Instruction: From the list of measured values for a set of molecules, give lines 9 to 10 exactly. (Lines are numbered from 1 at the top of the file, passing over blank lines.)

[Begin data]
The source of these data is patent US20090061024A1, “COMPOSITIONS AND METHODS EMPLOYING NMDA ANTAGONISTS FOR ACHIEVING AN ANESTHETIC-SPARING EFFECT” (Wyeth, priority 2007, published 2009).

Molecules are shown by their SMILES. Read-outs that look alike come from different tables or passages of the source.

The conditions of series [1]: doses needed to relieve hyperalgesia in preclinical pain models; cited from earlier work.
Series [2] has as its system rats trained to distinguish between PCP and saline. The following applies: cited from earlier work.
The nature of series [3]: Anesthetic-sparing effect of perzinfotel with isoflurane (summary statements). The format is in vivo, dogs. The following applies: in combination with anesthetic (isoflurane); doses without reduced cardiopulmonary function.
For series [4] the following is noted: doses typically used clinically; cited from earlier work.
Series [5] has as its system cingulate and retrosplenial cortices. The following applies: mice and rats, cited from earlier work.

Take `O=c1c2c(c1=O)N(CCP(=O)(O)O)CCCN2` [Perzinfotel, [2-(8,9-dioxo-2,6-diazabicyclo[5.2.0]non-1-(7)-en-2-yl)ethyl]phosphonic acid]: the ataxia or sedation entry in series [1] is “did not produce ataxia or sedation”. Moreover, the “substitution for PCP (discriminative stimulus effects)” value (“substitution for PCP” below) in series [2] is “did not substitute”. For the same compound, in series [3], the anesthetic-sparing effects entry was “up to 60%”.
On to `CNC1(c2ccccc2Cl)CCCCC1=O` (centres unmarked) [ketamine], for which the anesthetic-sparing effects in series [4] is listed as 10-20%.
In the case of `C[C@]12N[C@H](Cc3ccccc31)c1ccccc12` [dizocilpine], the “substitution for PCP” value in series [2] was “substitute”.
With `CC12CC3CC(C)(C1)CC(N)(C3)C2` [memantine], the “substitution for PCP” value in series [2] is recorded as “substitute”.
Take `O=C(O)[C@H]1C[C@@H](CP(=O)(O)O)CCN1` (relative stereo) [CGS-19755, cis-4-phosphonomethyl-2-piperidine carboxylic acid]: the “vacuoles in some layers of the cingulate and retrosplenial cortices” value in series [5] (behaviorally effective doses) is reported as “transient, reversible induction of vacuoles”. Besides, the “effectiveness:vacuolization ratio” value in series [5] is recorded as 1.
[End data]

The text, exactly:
On to `CNC1(c2ccccc2Cl)CCCCC1=O` (centres unmarked) [ketamine], for which the anesthetic-sparing effects in series [4] is listed as 10-20%.
In the case of `C[C@]12N[C@H](Cc3ccccc31)c1ccccc12` [dizocilpine], the “substitution for PCP” value in series [2] was “substitute”.